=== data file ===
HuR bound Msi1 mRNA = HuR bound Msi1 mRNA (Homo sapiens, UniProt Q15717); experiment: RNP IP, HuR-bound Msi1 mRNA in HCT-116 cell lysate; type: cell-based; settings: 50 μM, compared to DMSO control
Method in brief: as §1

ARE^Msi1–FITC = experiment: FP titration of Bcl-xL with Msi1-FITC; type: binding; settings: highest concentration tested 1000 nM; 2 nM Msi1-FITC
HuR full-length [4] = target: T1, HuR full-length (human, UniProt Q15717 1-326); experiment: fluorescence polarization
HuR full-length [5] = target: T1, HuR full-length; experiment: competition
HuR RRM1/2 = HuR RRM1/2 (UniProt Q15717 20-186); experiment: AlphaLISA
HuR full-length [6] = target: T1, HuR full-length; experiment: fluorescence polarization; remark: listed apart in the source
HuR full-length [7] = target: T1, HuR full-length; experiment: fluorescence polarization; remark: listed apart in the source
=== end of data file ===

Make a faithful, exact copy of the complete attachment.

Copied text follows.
HuR bound Msi1 mRNA = HuR bound Msi1 mRNA (Homo sapiens, UniProt Q15717); experiment: RNP IP, HuR-bound Msi1 mRNA in HCT-116 cell lysate; type: cell-based; settings: 50 μM, compared to DMSO control
Method in brief: as §1

ARE^Msi1–FITC = experiment: FP titration of Bcl-xL with Msi1-FITC; type: binding; settings: highest concentration tested 1000 nM; 2 nM Msi1-FITC
HuR full-length [4] = target: T1, HuR full-length (human, UniProt Q15717 1-326); experiment: fluorescence polarization
HuR full-length [5] = target: T1, HuR full-length; experiment: competition
HuR RRM1/2 = HuR RRM1/2 (UniProt Q15717 20-186); experiment: AlphaLISA
HuR full-length [6] = target: T1, HuR full-length; experiment: fluorescence polarization; remark: listed apart in the source
HuR full-length [7] = target: T1, HuR full-length; experiment: fluorescence polarization; remark: listed apart in the source